without Internet Explorer,
in 1280 x 960 resolution
Immolation is one of the grand names of the death metal genre, but time may be sadly taking its toll on them. They formed back from 1986 from Yonkers, New York. Since then, they have grown a very large following, as well as a wide discography. Their best effort so far has been “Majesty and Decay” from 2010, with great sinister energy and atmosphere. However, three years later, the world would witness the release of their ninth full-length album entitled “Kingdom of Conspiracy.” Unfortunately, clunky mixing and lacking writing render this effort as not all that pleasurable.
The musicianship itself is where the problems are least prominent, but it nonetheless has a few issues. The vocals, for starters, are decently played, with sludgy low growls reigning supreme. However, when it comes to the instruments, this is where the problems begin to surface. The guitars, while playing decent, brutal riffs throughout, do become quite repetitive the further the audience delves into the album. The drums, however, are the best part of the musicianship, balancing between solidity and technicality enough for it to be a remarkable highlight. However, even then, there is a crucial problem that affects not just the percussion, but the rest of the musicianship.
This shortcoming would be the production and mixing behind this album. The drumming, while performed well, sounds too triggered and plastic, while the guitars are drowned out rather badly by the rest of the music. On top of all this, the production somewhat starves of resonance with the vocals and instruments, thus removing the possibility of “Kingdom of Conspiracy” containing an engaging atmosphere. As a result, the music sounds flat and quite hollow. Although the musicianship itself holds up relatively well, the mixing does not do it any justice.
“Kingdom of Conspiracy’s” other scathing problem is that the songwriting is also quite mediocre. Immolation continues their agenda of death metal clobbering, but the way it is planned out is not very well done. The songs in this album sound too similar to each other, especially between the title track and “Indoctrinate,” resulting from the sheer lack of dynamic and distinction. The album is just loud death metal all the way through, and there is no surplus of quieter or subtler moments to make the explosive parts more effective. On top of that, the songs themselves are monotonous as well, for the same reasons. There appears to be no attempt to build any form of peaks or bases to leave a larger impact on the audience, as described earlier. Overall, the music itself comes across as unimpressive.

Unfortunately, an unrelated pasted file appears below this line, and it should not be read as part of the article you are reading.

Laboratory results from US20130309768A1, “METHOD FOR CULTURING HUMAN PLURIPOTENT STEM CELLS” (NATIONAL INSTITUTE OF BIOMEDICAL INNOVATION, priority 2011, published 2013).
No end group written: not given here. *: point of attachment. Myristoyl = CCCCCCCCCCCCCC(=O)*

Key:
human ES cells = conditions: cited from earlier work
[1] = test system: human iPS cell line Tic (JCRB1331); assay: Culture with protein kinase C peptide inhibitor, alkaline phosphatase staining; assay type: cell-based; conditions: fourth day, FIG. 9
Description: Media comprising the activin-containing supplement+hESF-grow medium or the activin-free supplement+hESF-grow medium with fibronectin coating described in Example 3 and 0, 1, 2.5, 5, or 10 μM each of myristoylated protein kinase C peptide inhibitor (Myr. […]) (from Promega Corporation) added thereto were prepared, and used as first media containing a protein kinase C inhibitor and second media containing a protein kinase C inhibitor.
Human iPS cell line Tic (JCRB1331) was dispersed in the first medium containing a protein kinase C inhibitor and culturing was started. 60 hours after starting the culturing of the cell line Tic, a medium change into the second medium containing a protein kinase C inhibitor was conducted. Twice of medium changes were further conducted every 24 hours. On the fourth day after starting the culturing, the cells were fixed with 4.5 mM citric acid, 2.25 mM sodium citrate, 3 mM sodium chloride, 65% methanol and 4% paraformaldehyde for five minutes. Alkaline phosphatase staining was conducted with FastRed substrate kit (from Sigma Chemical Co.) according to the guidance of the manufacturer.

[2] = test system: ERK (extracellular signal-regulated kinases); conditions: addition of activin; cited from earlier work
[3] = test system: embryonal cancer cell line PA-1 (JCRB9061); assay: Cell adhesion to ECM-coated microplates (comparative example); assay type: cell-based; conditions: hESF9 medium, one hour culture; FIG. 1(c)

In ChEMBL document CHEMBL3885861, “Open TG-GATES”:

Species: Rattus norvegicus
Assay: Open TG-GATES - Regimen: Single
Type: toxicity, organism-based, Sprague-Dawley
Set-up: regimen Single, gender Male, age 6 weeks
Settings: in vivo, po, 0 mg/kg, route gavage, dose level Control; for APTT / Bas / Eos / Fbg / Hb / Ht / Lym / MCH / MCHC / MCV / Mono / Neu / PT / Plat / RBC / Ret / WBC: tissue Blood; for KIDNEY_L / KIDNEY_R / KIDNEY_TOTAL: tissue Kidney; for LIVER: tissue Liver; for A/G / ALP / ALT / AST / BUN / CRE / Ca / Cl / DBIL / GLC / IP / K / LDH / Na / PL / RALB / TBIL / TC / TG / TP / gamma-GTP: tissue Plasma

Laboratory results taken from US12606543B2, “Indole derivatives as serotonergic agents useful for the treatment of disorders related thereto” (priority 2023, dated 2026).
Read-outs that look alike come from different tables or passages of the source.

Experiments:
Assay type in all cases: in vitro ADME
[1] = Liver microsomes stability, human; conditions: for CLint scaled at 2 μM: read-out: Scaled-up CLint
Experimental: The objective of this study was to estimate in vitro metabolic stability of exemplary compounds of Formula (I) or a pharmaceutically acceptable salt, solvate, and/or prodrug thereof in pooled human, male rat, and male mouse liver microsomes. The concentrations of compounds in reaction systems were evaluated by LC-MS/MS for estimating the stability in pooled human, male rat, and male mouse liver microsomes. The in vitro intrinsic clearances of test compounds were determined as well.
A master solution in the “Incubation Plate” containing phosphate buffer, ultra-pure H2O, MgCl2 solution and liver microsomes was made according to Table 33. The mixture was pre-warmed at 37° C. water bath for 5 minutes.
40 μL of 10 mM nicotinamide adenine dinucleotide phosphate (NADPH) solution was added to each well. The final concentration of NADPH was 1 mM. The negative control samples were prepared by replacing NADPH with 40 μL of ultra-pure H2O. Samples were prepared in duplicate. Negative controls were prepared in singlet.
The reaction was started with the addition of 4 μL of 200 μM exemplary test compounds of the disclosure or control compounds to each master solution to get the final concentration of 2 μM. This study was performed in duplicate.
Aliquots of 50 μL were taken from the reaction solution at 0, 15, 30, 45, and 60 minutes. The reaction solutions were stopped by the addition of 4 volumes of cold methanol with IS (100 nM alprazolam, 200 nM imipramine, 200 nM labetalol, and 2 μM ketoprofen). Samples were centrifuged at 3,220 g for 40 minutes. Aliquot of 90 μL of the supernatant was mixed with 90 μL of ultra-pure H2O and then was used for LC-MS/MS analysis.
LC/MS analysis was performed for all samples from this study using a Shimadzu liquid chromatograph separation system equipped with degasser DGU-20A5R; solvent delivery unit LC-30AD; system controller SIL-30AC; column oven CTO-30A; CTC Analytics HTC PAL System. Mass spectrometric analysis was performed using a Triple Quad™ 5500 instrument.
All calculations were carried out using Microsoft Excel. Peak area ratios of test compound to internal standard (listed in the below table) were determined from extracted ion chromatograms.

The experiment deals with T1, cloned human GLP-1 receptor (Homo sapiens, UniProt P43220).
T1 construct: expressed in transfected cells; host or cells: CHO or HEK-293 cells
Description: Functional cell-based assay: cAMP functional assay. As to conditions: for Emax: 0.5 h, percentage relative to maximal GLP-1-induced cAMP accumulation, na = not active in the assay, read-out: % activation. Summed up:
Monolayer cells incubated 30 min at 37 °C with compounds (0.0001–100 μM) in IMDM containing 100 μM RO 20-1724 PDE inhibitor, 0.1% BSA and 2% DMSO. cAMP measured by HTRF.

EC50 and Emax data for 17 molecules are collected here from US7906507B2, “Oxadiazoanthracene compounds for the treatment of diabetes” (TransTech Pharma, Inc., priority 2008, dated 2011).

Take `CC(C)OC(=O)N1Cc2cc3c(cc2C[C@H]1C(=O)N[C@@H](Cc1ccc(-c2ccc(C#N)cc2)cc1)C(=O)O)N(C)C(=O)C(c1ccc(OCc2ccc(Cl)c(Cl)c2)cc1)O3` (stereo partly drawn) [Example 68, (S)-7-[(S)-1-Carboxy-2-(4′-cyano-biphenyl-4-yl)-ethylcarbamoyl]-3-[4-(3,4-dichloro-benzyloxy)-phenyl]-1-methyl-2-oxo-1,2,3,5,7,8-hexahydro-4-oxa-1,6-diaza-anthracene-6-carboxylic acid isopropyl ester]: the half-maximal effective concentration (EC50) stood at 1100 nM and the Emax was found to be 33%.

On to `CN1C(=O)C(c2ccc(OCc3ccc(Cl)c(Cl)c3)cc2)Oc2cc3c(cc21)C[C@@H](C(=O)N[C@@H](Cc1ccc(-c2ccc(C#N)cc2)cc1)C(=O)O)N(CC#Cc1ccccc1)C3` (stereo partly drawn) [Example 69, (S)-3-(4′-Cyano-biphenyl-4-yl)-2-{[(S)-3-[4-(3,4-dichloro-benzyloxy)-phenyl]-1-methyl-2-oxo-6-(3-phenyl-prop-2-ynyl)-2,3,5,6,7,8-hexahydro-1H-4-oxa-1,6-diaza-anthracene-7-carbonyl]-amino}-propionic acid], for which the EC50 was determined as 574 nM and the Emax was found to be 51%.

Compared to its preceding releases, “Kingdom of Conspiracy” proved to be quite a letdown. However, that doesn't mean there is no silver lining to the record, either. The musicianship is decent, the lyrics are intriguing in how they depict the corruption and decay of human society, and the flaws, while significant, don’t necessarily lend the album to being a complete failure. As bland as “Kingdom of Conspiracy” turned out to be, it at least could have been much worse. However, the problem is that, once again, the flaws are significant, and outweigh the positive value of this album. Because of poor mixing and songwriting, this album is not recommended, even to loyal death metal fans. All in all, give it a pass.
Originally posted on: http://metaljerky.blogspot.com/